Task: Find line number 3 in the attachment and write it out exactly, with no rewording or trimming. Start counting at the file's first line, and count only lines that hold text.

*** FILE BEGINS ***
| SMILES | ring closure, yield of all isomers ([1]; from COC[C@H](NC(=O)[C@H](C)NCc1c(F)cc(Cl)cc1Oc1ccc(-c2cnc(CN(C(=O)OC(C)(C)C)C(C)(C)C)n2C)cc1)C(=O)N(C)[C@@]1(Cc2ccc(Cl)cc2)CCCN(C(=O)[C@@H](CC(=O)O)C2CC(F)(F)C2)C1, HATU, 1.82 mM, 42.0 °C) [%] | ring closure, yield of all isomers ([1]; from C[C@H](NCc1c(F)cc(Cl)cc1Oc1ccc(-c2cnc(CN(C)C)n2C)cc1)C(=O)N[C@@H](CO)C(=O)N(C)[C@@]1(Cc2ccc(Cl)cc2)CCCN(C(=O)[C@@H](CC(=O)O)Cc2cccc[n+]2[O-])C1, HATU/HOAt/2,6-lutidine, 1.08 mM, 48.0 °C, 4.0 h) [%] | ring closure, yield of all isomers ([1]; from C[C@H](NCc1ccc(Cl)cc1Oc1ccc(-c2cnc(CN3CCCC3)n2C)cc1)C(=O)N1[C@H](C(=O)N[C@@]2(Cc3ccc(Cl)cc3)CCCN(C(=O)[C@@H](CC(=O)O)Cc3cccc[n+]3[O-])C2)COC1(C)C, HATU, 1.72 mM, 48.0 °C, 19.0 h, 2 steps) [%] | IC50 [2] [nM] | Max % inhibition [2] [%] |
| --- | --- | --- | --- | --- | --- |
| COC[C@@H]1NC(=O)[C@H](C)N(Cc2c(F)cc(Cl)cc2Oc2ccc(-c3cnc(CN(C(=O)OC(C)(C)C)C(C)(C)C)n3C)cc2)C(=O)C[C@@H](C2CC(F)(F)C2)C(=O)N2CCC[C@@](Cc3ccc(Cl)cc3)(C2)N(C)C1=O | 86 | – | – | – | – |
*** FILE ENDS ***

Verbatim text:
| COC[C@@H]1NC(=O)[C@H](C)N(Cc2c(F)cc(Cl)cc2Oc2ccc(-c3cnc(CN(C(=O)OC(C)(C)C)C(C)(C)C)n3C)cc2)C(=O)C[C@@H](C2CC(F)(F)C2)C(=O)N2CCC[C@@](Cc3ccc(Cl)cc3)(C2)N(C)C1=O | 86 | – | – | – | – |